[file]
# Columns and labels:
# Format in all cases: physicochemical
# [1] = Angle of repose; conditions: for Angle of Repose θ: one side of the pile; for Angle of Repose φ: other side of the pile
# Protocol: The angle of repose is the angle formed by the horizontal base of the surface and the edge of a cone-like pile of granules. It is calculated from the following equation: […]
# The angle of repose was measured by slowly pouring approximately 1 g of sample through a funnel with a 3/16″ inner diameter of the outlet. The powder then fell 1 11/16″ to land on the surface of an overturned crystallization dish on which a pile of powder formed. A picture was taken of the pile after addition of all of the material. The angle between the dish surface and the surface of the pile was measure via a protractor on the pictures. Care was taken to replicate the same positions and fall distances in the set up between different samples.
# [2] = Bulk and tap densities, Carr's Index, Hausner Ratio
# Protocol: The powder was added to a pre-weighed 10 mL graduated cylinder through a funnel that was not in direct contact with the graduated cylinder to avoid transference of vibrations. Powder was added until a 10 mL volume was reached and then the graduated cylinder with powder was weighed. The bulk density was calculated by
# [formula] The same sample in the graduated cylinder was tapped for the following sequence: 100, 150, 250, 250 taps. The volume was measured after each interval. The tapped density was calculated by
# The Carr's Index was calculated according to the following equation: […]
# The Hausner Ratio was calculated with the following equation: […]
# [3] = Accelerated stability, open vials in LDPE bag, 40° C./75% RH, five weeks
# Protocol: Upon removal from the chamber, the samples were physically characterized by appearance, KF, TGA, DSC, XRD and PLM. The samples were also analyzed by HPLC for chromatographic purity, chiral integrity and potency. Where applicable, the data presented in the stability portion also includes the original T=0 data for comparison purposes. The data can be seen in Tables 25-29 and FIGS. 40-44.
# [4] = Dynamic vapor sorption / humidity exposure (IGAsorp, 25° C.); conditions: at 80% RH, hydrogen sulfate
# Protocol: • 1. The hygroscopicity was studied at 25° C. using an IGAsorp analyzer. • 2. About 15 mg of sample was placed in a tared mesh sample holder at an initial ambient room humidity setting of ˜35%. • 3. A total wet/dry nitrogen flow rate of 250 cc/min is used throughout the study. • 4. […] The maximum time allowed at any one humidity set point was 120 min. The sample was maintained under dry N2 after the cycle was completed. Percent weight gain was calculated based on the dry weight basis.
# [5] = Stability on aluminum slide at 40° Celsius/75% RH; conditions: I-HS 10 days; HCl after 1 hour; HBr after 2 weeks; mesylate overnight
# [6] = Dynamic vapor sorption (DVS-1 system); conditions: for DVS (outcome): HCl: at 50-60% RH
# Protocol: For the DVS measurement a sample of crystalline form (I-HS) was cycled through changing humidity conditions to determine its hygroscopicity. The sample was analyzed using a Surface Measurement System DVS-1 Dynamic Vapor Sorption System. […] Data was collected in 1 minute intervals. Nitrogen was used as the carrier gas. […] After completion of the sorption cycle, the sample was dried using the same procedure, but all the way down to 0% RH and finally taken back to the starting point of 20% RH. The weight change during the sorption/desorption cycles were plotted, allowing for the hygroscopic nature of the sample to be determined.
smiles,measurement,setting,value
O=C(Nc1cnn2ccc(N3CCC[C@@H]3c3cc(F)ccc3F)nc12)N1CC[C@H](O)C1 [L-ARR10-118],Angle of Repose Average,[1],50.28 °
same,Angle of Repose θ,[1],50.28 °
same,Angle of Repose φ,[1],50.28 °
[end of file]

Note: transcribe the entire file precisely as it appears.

# Columns and labels:
# Format in all cases: physicochemical
# [1] = Angle of repose; conditions: for Angle of Repose θ: one side of the pile; for Angle of Repose φ: other side of the pile
# Protocol: The angle of repose is the angle formed by the horizontal base of the surface and the edge of a cone-like pile of granules. It is calculated from the following equation: […]
# The angle of repose was measured by slowly pouring approximately 1 g of sample through a funnel with a 3/16″ inner diameter of the outlet. The powder then fell 1 11/16″ to land on the surface of an overturned crystallization dish on which a pile of powder formed. A picture was taken of the pile after addition of all of the material. The angle between the dish surface and the surface of the pile was measure via a protractor on the pictures. Care was taken to replicate the same positions and fall distances in the set up between different samples.
# [2] = Bulk and tap densities, Carr's Index, Hausner Ratio
# Protocol: The powder was added to a pre-weighed 10 mL graduated cylinder through a funnel that was not in direct contact with the graduated cylinder to avoid transference of vibrations. Powder was added until a 10 mL volume was reached and then the graduated cylinder with powder was weighed. The bulk density was calculated by
# [formula] The same sample in the graduated cylinder was tapped for the following sequence: 100, 150, 250, 250 taps. The volume was measured after each interval. The tapped density was calculated by
# The Carr's Index was calculated according to the following equation: […]
# The Hausner Ratio was calculated with the following equation: […]
# [3] = Accelerated stability, open vials in LDPE bag, 40° C./75% RH, five weeks
# Protocol: Upon removal from the chamber, the samples were physically characterized by appearance, KF, TGA, DSC, XRD and PLM. The samples were also analyzed by HPLC for chromatographic purity, chiral integrity and potency. Where applicable, the data presented in the stability portion also includes the original T=0 data for comparison purposes. The data can be seen in Tables 25-29 and FIGS. 40-44.
# [4] = Dynamic vapor sorption / humidity exposure (IGAsorp, 25° C.); conditions: at 80% RH, hydrogen sulfate
# Protocol: • 1. The hygroscopicity was studied at 25° C. using an IGAsorp analyzer. • 2. About 15 mg of sample was placed in a tared mesh sample holder at an initial ambient room humidity setting of ˜35%. • 3. A total wet/dry nitrogen flow rate of 250 cc/min is used throughout the study. • 4. […] The maximum time allowed at any one humidity set point was 120 min. The sample was maintained under dry N2 after the cycle was completed. Percent weight gain was calculated based on the dry weight basis.
# [5] = Stability on aluminum slide at 40° Celsius/75% RH; conditions: I-HS 10 days; HCl after 1 hour; HBr after 2 weeks; mesylate overnight
# [6] = Dynamic vapor sorption (DVS-1 system); conditions: for DVS (outcome): HCl: at 50-60% RH
# Protocol: For the DVS measurement a sample of crystalline form (I-HS) was cycled through changing humidity conditions to determine its hygroscopicity. The sample was analyzed using a Surface Measurement System DVS-1 Dynamic Vapor Sorption System. […] Data was collected in 1 minute intervals. Nitrogen was used as the carrier gas. […] After completion of the sorption cycle, the sample was dried using the same procedure, but all the way down to 0% RH and finally taken back to the starting point of 20% RH. The weight change during the sorption/desorption cycles were plotted, allowing for the hygroscopic nature of the sample to be determined.
smiles,measurement,setting,value
O=C(Nc1cnn2ccc(N3CCC[C@@H]3c3cc(F)ccc3F)nc12)N1CC[C@H](O)C1 [L-ARR10-118],Angle of Repose Average,[1],50.28 °
same,Angle of Repose θ,[1],50.28 °
same,Angle of Repose φ,[1],50.28 °